How to Care for a Texas Brown Tarantula

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Females can live for over 30 years in captivity.
Females can live for over 30 years in captivity. (Image: Hemera Technologies/AbleStock.com/Getty Images)

The Texas brown tarantula, also known as the Oklahoma brown tarantula, is one of the easiest-to-handle species of tarantula. They are laid back and don’t require a huge amount of space, making them suitable pets for first-time owners. Taking care of your tarantula is crucial for a happy pet and a happy owner. Good care and attention can be the difference between a tarantula that thrives and one that deteriorates.

Things You'll Need

  • 5- to 10-gallon terrarium or aquarium
  • Substrate
  • Heating mat
  • Thermometer
  • Shallow water dish

Place a 1- to 3-inch-deep substrate in the bottom of a terrarium or aquarium which has a cover for the top. The substrate can be peat, sterilized potting soil or vermiculite, but never use wood chips as these can be toxic to tarantulas.

Place a hiding area on top of the substrate. The hiding shelter can be a pot on its side, or a hollowed-out log, which you can find at most pet stores.

Place a heating mat underneath the tank. The heat mat should be around half the size of the terrarium's base so that only half of the enclosure is heated. A heat mat is essential, as a Texas brown tarantula’s natural habitat is relatively hot. Make sure that the enclosure maintains a temperature of between 70 to 75 degrees F, by measuring with a thermometer.

Feed your Texas brown tarantula insects such as crickets, grasshoppers and locusts. Four to six large crickets a week is adequate. Tarantulas do not need to be fed frequently like other pets, so once or twice per week is enough. Any food which is not eaten after 24 hours must be removed from the enclosure. Provide a water dish which the tarantula can fit in, but it must be shallow.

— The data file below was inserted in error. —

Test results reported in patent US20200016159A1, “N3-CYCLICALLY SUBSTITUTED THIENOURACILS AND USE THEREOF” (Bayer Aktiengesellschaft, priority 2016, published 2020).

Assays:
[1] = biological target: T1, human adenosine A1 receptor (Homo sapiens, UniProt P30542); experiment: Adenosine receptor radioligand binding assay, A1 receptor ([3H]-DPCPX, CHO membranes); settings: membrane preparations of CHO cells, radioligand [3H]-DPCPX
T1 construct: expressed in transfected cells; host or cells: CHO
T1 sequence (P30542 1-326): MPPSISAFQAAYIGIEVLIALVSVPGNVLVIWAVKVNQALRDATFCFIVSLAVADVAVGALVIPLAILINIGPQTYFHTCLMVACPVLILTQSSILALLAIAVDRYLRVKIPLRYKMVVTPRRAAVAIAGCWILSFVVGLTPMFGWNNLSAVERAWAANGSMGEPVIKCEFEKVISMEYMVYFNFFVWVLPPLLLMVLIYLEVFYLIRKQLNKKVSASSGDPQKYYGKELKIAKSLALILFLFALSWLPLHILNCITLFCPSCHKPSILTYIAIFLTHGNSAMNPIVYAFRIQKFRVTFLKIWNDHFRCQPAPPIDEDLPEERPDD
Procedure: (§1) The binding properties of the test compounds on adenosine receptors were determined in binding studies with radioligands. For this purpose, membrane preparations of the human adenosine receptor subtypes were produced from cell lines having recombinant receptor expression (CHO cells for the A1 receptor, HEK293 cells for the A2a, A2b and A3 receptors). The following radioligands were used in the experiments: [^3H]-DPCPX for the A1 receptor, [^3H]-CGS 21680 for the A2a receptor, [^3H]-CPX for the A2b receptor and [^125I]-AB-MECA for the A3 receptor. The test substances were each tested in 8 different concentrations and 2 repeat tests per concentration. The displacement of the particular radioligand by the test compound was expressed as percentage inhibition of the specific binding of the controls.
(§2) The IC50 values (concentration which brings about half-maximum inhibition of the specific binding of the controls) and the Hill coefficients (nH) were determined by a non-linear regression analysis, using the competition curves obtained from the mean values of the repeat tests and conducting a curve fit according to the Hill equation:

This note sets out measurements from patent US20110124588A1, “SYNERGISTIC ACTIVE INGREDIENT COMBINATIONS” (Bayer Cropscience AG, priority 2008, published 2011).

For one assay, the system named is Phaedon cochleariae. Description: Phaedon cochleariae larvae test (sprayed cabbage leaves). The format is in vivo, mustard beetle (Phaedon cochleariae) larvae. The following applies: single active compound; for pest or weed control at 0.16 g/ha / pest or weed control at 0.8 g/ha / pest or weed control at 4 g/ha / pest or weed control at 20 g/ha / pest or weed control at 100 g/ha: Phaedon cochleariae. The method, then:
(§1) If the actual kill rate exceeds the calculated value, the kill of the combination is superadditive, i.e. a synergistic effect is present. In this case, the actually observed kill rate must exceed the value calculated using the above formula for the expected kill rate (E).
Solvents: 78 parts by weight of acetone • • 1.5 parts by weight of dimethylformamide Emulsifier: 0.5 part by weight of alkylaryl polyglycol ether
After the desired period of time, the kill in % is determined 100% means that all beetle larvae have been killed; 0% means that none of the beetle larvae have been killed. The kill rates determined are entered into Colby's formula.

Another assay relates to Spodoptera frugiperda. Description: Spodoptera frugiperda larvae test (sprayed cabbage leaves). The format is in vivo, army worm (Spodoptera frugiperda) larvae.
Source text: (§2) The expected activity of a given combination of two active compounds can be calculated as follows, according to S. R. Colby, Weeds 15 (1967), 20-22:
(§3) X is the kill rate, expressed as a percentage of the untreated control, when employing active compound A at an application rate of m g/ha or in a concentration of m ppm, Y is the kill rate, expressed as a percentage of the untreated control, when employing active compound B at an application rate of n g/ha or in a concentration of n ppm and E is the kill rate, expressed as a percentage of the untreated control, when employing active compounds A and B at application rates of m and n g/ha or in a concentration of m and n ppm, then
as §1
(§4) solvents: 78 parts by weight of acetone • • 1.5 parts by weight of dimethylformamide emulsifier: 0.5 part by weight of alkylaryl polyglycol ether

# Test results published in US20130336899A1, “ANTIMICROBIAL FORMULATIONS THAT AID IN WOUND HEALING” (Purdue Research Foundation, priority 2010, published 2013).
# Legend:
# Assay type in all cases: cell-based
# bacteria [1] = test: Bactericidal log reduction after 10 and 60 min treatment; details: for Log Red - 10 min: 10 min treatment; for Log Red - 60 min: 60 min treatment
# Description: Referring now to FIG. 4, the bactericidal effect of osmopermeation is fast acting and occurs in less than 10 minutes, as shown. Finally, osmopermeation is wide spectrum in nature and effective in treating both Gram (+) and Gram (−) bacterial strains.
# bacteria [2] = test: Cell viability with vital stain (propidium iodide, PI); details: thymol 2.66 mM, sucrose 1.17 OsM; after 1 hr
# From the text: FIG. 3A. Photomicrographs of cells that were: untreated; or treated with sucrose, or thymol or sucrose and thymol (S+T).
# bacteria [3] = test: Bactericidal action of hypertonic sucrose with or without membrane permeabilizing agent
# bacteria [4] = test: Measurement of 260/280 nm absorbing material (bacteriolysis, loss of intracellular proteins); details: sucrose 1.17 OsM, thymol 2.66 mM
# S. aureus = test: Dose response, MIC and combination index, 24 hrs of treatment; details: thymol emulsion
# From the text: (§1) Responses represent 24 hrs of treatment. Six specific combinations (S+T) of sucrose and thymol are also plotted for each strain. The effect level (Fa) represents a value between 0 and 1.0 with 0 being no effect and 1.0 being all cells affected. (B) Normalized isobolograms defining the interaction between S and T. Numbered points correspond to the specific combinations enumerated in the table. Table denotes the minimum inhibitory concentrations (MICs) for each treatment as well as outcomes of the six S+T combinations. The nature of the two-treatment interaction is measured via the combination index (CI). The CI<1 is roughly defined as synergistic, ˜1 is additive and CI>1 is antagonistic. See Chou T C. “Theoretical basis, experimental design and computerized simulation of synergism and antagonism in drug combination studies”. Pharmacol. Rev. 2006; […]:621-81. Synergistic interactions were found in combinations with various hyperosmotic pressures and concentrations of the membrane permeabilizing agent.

Do not handle your tarantula. Although docile, Texas brown tarantulas do not like being picked up. When distressed, tarantulas may repeatedly brush their abdomen and release loose hairs, which can cause irritation to humans. Tarantulas are fragile, and picking them up can result in damage to their legs. Minimal handling will also greatly reduce the risk of a bite. The venom from the bite is not very strong and will produce a similar reaction to that of a bee sting. However, as with bee stings, some people may suffer an allergic reaction.

Clean the terrarium once every six months by replacing the substrate and cleaning the terrarium with hot water. As tarantulas produce minimal waste, their enclosure does not have to be cleaned frequently.

Every so often a tarantula will go through a process called molting, whereby they shed their outer layer of skin. During this process the tarantula will lie on its back completely motionless. It can take up to 24 hours to complete. Never disturb a tarantula during the molting process as it can be harmful to them. After they have finished their molt, you must wait until their new skin has hardened before feeding them again; this can take a couple of weeks.

Tips & Warnings

  • If you are bitten and notice a rash or any redness or swelling, seek medical attention immediately.

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